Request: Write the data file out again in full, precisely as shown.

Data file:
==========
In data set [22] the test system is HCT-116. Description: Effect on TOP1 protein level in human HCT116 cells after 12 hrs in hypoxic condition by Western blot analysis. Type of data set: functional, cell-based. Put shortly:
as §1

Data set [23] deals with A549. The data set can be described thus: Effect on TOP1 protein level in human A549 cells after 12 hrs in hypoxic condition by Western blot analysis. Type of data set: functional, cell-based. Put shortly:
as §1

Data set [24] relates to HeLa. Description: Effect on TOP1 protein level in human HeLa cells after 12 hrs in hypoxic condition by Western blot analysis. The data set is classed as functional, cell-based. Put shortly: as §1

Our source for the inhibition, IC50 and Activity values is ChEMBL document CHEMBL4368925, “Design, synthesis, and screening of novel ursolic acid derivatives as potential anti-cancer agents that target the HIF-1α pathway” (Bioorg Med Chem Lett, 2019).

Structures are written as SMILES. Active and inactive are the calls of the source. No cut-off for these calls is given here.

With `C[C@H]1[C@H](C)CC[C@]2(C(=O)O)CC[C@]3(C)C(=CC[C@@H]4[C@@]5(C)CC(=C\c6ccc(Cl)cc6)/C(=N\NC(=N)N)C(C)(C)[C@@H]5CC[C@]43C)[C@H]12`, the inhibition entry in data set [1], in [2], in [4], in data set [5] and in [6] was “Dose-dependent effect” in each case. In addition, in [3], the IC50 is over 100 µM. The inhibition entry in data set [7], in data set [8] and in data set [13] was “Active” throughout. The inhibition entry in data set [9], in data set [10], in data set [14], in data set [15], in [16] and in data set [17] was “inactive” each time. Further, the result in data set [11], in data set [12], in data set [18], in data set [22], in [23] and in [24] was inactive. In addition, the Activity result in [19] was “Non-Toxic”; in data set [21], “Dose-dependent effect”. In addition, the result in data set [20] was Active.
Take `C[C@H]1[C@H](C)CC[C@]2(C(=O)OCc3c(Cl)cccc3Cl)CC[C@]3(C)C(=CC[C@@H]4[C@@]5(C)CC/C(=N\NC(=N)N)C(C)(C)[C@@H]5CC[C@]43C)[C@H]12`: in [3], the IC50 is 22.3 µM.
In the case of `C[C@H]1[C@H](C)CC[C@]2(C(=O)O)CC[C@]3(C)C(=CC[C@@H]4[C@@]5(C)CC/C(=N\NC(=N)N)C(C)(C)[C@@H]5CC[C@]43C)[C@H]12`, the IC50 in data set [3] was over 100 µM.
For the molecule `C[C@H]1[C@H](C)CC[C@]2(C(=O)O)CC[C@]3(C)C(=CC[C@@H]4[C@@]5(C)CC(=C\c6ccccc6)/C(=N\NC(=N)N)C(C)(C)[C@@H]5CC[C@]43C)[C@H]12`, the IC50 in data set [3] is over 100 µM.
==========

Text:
In data set [22] the test system is HCT-116. Description: Effect on TOP1 protein level in human HCT116 cells after 12 hrs in hypoxic condition by Western blot analysis. Type of data set: functional, cell-based. Put shortly:
as §1

Data set [23] deals with A549. The data set can be described thus: Effect on TOP1 protein level in human A549 cells after 12 hrs in hypoxic condition by Western blot analysis. Type of data set: functional, cell-based. Put shortly:
as §1

Data set [24] relates to HeLa. Description: Effect on TOP1 protein level in human HeLa cells after 12 hrs in hypoxic condition by Western blot analysis. The data set is classed as functional, cell-based. Put shortly: as §1

Our source for the inhibition, IC50 and Activity values is ChEMBL document CHEMBL4368925, “Design, synthesis, and screening of novel ursolic acid derivatives as potential anti-cancer agents that target the HIF-1α pathway” (Bioorg Med Chem Lett, 2019).

Structures are written as SMILES. Active and inactive are the calls of the source. No cut-off for these calls is given here.

With `C[C@H]1[C@H](C)CC[C@]2(C(=O)O)CC[C@]3(C)C(=CC[C@@H]4[C@@]5(C)CC(=C\c6ccc(Cl)cc6)/C(=N\NC(=N)N)C(C)(C)[C@@H]5CC[C@]43C)[C@H]12`, the inhibition entry in data set [1], in [2], in [4], in data set [5] and in [6] was “Dose-dependent effect” in each case. In addition, in [3], the IC50 is over 100 µM. The inhibition entry in data set [7], in data set [8] and in data set [13] was “Active” throughout. The inhibition entry in data set [9], in data set [10], in data set [14], in data set [15], in [16] and in data set [17] was “inactive” each time. Further, the result in data set [11], in data set [12], in data set [18], in data set [22], in [23] and in [24] was inactive. In addition, the Activity result in [19] was “Non-Toxic”; in data set [21], “Dose-dependent effect”. In addition, the result in data set [20] was Active.
Take `C[C@H]1[C@H](C)CC[C@]2(C(=O)OCc3c(Cl)cccc3Cl)CC[C@]3(C)C(=CC[C@@H]4[C@@]5(C)CC/C(=N\NC(=N)N)C(C)(C)[C@@H]5CC[C@]43C)[C@H]12`: in [3], the IC50 is 22.3 µM.
In the case of `C[C@H]1[C@H](C)CC[C@]2(C(=O)O)CC[C@]3(C)C(=CC[C@@H]4[C@@]5(C)CC/C(=N\NC(=N)N)C(C)(C)[C@@H]5CC[C@]43C)[C@H]12`, the IC50 in data set [3] was over 100 µM.
For the molecule `C[C@H]1[C@H](C)CC[C@]2(C(=O)O)CC[C@]3(C)C(=CC[C@@H]4[C@@]5(C)CC(=C\c6ccccc6)/C(=N\NC(=N)N)C(C)(C)[C@@H]5CC[C@]43C)[C@H]12`, the IC50 in data set [3] is over 100 µM.